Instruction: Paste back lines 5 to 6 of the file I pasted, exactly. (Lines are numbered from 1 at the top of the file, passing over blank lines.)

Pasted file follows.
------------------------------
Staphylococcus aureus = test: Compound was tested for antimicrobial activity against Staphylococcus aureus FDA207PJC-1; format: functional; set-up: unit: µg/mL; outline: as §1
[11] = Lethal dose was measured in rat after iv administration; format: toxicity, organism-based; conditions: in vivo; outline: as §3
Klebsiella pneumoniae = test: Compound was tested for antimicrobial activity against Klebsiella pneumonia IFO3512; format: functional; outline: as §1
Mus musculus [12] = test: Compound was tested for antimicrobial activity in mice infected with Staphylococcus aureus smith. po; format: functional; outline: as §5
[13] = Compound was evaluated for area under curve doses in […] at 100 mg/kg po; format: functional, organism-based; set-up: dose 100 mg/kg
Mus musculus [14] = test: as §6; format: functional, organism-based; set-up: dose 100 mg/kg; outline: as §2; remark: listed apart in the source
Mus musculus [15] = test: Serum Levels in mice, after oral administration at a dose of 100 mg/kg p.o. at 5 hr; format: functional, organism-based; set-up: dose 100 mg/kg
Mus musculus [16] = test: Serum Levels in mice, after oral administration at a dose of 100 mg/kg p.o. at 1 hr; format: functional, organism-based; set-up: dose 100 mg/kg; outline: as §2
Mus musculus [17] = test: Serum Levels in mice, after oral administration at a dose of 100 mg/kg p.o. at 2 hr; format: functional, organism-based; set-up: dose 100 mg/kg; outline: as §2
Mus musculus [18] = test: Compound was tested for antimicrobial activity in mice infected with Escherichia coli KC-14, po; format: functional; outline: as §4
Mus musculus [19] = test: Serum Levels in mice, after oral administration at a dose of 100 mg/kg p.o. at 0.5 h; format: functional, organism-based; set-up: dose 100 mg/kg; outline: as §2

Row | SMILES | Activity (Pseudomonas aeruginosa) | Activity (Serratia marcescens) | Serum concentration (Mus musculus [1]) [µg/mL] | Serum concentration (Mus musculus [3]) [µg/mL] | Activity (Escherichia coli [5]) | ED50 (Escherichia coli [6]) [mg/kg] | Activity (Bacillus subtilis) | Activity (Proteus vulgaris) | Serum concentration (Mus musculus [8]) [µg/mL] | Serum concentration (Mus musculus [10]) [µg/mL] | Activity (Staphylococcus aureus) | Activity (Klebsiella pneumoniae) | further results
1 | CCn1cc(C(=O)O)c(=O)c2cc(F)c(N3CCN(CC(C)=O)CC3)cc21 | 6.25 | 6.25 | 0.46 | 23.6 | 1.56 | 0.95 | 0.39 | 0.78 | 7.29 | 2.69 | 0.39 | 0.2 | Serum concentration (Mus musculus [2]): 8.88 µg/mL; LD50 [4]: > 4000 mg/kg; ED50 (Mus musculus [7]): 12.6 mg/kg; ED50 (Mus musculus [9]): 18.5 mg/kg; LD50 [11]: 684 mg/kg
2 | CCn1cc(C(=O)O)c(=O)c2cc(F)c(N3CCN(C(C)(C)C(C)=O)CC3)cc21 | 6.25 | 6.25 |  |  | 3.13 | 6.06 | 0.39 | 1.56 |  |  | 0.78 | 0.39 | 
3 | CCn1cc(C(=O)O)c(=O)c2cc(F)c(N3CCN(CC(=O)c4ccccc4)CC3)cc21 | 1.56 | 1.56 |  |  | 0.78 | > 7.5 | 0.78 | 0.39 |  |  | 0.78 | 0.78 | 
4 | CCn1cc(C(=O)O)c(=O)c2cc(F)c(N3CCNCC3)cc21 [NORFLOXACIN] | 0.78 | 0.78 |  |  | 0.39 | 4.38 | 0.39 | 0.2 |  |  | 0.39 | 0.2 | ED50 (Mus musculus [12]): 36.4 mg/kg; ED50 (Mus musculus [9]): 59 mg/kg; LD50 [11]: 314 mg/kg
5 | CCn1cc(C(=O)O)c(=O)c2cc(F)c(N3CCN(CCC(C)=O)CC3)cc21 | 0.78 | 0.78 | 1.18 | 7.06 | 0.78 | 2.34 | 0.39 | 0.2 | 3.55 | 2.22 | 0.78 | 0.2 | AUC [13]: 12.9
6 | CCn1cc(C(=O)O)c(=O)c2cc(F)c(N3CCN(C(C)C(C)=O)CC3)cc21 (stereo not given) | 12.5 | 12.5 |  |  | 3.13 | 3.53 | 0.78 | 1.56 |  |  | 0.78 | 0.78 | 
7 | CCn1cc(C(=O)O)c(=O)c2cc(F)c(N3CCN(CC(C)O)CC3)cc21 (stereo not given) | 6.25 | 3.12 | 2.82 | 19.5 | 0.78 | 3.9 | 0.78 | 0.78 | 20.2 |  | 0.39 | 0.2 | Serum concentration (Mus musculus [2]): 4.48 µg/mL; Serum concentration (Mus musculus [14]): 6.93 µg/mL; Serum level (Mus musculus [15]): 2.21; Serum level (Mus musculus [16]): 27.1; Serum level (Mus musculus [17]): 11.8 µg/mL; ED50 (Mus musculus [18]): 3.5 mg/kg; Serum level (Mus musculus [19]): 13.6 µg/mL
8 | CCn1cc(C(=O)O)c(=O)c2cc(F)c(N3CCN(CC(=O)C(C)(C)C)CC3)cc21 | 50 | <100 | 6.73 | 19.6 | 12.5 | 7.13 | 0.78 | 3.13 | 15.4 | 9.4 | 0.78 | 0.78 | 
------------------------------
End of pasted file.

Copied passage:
[13] = Compound was evaluated for area under curve doses in […] at 100 mg/kg po; format: functional, organism-based; set-up: dose 100 mg/kg
Mus musculus [14] = test: as §6; format: functional, organism-based; set-up: dose 100 mg/kg; outline: as §2; remark: listed apart in the source